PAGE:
The Gauntlet and Diablo series have had a strong influence on cooperative game design. Many titles such as Torchlight, Grim Dawn, and Path of Exile not only use similar game mechanics but also use the fantasy genre as a setting. Developer A Sweet Studio has bucked this recent trend and have set SCALPERS: Turtle and the Moonshine Gang in the Wild West. This is a refreshing change of scenery for a genre that has become synonymous with swords and sorcery.
SCALPERS: Turtle and the Moonshine Gang is a top-down twin-stick shooter with action role-playing elements and MMO style boss fights thrown in for good measure. You take on the role of one of four anthropomorphic animal bounty hunters, each with their own unique racial ability. The turtle can hide in its shell for extra protection, the mole can dig underground avoiding damage and the skunk can unleash a foul stench cloud that causes damage over time. The individual abilities complement each other well when playing in co-op. The mole's dig can be used to help resurrect downed allies whilst also providing respite from damage and the skunk's stench cloud can be used to inflict massive damage to a large group of enemies. Experimenting with each character's abilities is fun and adds a much-needed layer of depth to the game.
There are a number of other abilities to choose from, which are available to all characters, such as healing, a stun, charge, and a lasso that can group enemies together and pull deceased character's tombstones closer, enabling faster resurrections. Selecting which combination of abilities works best for the group is a key decision and does add some strategic depth to the game. In addition, there are four different weapons to choose from: a pistol, shotgun, machine gun and a katana. Each has their own strengths and weaknesses. The machine gun can deliver rapid-fire shots from range but requires you to be stood still whilst the Katana delivers lots of damage but requires the player to be up close and personal with the enemies. The system offers some nice variety in potential character builds but certainly needs more expansion before the final release.
The game plays like a twin-stick shooter fused with Gauntlet and Diablo. At the start of each level, there are four difficulty settings to choose from: easy, normal, hard, expert, with a fifth difficulty unlocked after mastering the expert setting. It is worth noting that there is a large disparity in the difficulty settings at this stage in development. The normal setting feels like hard from many other titles and the engine does not seem to adjust accordingly for the number of players playing. This results in overwhelming amounts of enemies that can be dealt with by four players but not by two. As you make your way through the levels blasting the various denizens and avoiding their attacks, which are cleverly telegraphed in a similar fashion to WildStar, you eventually encounter the end level boss. This is where the telegraph system really shines. Each boss has a specific attack pattern that needs to be learned and mastered in order to be defeated. Some of the boss battles can be quite challenging and require careful observation and great teamwork in order to conquer them. After defeating a boss you will be granted some loot. The quality of upgrade you receive depends on what difficulty setting the stage was played on. Loot is given out in a random way, for example, you may receive a boost to the racial trait for the mole even though you are playing as the skunk or you may receive an upgrade to a weapon you are not using. A Sweet Studio certainly needs to revisit this system, as it will cause players to lose interest if they don't feel like their character is progressing.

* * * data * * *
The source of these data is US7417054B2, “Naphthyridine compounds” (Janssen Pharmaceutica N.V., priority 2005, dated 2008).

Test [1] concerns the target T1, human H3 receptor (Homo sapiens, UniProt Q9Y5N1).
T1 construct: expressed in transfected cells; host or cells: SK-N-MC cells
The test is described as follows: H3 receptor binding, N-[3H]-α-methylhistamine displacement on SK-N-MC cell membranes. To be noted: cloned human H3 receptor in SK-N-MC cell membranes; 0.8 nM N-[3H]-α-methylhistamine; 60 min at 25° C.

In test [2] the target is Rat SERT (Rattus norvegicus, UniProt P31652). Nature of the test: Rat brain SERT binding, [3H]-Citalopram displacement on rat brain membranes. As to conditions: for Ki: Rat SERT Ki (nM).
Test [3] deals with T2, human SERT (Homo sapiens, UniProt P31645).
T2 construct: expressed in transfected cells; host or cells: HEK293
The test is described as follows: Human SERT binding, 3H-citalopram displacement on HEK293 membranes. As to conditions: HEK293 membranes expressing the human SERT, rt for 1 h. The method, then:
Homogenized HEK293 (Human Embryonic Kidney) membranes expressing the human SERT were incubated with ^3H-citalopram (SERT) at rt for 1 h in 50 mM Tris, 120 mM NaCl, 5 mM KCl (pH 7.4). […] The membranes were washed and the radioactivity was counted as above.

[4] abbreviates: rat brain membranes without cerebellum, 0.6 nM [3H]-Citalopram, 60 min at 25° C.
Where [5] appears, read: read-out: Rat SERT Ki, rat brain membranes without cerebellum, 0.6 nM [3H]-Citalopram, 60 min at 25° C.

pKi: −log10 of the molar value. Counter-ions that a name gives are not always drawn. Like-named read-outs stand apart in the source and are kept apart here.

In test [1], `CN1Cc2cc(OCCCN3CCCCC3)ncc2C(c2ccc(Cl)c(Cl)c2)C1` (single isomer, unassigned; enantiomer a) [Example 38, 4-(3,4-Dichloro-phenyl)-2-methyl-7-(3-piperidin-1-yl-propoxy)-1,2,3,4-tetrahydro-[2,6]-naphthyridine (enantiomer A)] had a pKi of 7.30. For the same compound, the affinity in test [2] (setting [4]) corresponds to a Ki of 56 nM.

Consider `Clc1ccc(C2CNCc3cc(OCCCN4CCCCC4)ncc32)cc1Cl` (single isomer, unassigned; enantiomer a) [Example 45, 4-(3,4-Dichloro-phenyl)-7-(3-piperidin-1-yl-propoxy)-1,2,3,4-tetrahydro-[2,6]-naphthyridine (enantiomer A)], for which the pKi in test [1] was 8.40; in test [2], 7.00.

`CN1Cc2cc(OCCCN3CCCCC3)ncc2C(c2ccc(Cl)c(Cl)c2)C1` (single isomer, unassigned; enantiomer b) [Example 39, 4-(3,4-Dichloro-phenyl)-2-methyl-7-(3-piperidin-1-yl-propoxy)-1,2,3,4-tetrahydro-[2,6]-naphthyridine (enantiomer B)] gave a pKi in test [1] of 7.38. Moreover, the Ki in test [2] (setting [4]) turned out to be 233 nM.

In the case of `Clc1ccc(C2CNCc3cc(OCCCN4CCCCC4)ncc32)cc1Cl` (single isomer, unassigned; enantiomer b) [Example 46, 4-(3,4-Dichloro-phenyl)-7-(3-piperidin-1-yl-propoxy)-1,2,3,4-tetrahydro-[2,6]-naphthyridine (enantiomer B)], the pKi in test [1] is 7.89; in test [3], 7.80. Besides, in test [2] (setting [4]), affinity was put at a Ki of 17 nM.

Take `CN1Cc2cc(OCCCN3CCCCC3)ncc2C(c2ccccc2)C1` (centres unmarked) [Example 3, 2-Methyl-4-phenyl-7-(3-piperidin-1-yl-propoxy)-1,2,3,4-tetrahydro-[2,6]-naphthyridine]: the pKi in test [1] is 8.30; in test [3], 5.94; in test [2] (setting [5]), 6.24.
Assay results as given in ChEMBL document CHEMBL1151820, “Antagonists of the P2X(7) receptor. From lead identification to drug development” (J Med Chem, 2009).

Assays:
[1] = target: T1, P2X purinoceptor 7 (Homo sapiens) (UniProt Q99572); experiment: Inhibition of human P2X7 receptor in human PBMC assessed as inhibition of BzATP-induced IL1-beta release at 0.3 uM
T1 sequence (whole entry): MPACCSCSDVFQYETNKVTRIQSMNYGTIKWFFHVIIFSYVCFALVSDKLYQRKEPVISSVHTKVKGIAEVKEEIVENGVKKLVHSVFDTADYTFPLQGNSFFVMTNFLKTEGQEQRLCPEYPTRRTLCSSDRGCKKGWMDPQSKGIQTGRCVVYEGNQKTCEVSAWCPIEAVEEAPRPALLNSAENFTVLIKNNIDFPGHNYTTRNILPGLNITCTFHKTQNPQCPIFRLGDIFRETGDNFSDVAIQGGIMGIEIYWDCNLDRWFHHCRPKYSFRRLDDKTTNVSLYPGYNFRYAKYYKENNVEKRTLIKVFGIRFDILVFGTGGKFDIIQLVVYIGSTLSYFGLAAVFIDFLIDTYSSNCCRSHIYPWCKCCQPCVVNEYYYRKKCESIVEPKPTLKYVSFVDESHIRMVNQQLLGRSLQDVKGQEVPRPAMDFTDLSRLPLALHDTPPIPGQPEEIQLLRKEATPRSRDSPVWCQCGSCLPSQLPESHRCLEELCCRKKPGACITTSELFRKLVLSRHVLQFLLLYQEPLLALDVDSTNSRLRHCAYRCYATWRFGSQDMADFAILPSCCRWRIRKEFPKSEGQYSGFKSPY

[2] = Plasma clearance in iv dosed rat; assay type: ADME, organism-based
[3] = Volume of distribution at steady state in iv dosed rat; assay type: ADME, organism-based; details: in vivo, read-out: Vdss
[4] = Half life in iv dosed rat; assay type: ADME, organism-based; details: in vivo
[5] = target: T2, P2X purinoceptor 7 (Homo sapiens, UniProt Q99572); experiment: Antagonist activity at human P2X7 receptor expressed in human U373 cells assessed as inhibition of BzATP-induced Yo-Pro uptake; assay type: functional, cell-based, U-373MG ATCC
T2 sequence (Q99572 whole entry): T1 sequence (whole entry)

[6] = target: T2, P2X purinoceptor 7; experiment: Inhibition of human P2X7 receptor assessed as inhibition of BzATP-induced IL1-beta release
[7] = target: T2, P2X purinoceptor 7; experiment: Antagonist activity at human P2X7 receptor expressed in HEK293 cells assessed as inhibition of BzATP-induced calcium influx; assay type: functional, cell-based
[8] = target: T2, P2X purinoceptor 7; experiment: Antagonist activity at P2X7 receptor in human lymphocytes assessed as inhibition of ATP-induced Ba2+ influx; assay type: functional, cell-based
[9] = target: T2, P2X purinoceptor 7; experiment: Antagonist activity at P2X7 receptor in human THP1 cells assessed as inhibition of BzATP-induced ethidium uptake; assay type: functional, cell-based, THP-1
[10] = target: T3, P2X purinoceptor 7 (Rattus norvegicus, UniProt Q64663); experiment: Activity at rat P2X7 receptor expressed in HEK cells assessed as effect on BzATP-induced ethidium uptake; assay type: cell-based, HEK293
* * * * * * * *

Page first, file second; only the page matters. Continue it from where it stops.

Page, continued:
Visually the game has a nice cartoon aesthetic similar to Torchlight. The characters, though small, are chunky and colourful and the stages have a nice western vibe flowing through them. Unfortunately, the game suffers from bouts of screen tearing and there needs to be some work done on the visual cues that indicate you are taking a lot of damage.
The audio also still requires a great deal of work. Gun shots sound ok but lack punch and the characters could use some voice acting to give them some personality or to indicate when an ability is being used. The main theme song is a nice western themed track that really sets the stage for the game. Unfortunately, the same track plays on repeat throughout each of the four stages. I must admit that it did become grating after a while and I turned the music off.
SCALPERS: Turtle and the Moonshine Gang certainly has potential. The setting and character designs are very arresting whilst the gameplay mechanics are fun and interesting. However, there is a great deal more work to be done on the sound design, loot system, and balancing the difficulty of the game. Providing these issues are fixed then SCALPERS: Turtle and the Moonshine Gang will certainly be worth checking out.